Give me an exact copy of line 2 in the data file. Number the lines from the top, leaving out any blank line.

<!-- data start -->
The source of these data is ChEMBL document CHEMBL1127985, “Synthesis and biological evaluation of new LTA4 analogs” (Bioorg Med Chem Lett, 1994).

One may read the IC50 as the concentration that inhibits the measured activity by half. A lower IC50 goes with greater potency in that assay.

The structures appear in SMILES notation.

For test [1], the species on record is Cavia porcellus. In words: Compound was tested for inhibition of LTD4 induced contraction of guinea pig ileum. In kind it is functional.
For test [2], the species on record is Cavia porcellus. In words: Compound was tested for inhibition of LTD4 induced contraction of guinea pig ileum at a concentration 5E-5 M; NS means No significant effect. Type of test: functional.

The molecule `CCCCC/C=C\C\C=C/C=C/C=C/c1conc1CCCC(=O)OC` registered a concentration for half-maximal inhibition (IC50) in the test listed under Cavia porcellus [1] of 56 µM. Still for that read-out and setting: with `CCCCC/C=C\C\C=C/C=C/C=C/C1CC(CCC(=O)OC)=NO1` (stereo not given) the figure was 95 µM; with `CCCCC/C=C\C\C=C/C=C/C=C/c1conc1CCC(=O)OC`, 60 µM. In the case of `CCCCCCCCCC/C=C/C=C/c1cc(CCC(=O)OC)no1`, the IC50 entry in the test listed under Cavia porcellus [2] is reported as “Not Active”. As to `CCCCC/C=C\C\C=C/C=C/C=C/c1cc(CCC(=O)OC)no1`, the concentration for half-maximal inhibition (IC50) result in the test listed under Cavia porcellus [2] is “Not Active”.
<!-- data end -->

One may read the IC50 as the concentration that inhibits the measured activity by half. A lower IC50 goes with greater potency in that assay.